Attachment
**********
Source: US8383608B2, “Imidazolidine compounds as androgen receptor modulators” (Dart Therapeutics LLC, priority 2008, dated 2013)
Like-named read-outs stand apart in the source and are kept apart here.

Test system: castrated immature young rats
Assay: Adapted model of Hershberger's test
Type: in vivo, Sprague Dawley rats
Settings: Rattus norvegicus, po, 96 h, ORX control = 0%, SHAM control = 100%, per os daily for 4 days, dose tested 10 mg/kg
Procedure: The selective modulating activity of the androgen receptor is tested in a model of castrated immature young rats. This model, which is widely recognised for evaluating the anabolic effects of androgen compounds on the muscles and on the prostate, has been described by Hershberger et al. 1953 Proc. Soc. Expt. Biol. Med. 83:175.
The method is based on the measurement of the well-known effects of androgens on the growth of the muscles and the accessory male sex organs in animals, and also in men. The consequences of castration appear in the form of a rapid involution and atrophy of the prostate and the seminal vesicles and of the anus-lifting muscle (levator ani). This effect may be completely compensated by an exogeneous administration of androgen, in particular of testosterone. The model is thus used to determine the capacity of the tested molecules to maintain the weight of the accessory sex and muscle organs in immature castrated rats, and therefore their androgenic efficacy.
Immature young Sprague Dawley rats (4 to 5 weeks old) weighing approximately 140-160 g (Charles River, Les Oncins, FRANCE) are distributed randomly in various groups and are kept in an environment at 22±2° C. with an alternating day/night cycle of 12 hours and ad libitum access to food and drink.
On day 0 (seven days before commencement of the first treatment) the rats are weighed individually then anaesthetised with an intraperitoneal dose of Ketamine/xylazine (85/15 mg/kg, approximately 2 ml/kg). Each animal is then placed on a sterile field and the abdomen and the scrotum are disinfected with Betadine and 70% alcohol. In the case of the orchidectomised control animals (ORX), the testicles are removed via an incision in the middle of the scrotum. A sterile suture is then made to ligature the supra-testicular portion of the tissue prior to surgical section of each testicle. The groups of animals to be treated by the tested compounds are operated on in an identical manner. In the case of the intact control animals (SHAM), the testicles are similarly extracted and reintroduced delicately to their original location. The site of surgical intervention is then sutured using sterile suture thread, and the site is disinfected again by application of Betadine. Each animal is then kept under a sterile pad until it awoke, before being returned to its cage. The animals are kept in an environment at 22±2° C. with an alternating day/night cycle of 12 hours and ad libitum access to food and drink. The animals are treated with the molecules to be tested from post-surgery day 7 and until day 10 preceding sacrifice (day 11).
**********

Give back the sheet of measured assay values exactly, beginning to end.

Source: US8383608B2, “Imidazolidine compounds as androgen receptor modulators” (Dart Therapeutics LLC, priority 2008, dated 2013)
Like-named read-outs stand apart in the source and are kept apart here.

Test system: castrated immature young rats
Assay: Adapted model of Hershberger's test
Type: in vivo, Sprague Dawley rats
Settings: Rattus norvegicus, po, 96 h, ORX control = 0%, SHAM control = 100%, per os daily for 4 days, dose tested 10 mg/kg
Procedure: The selective modulating activity of the androgen receptor is tested in a model of castrated immature young rats. This model, which is widely recognised for evaluating the anabolic effects of androgen compounds on the muscles and on the prostate, has been described by Hershberger et al. 1953 Proc. Soc. Expt. Biol. Med. 83:175.
The method is based on the measurement of the well-known effects of androgens on the growth of the muscles and the accessory male sex organs in animals, and also in men. The consequences of castration appear in the form of a rapid involution and atrophy of the prostate and the seminal vesicles and of the anus-lifting muscle (levator ani). This effect may be completely compensated by an exogeneous administration of androgen, in particular of testosterone. The model is thus used to determine the capacity of the tested molecules to maintain the weight of the accessory sex and muscle organs in immature castrated rats, and therefore their androgenic efficacy.
Immature young Sprague Dawley rats (4 to 5 weeks old) weighing approximately 140-160 g (Charles River, Les Oncins, FRANCE) are distributed randomly in various groups and are kept in an environment at 22±2° C. with an alternating day/night cycle of 12 hours and ad libitum access to food and drink.
On day 0 (seven days before commencement of the first treatment) the rats are weighed individually then anaesthetised with an intraperitoneal dose of Ketamine/xylazine (85/15 mg/kg, approximately 2 ml/kg). Each animal is then placed on a sterile field and the abdomen and the scrotum are disinfected with Betadine and 70% alcohol. In the case of the orchidectomised control animals (ORX), the testicles are removed via an incision in the middle of the scrotum. A sterile suture is then made to ligature the supra-testicular portion of the tissue prior to surgical section of each testicle. The groups of animals to be treated by the tested compounds are operated on in an identical manner. In the case of the intact control animals (SHAM), the testicles are similarly extracted and reintroduced delicately to their original location. The site of surgical intervention is then sutured using sterile suture thread, and the site is disinfected again by application of Betadine. Each animal is then kept under a sterile pad until it awoke, before being returned to its cage. The animals are kept in an environment at 22±2° C. with an alternating day/night cycle of 12 hours and ad libitum access to food and drink. The animals are treated with the molecules to be tested from post-surgery day 7 and until day 10 preceding sacrifice (day 11).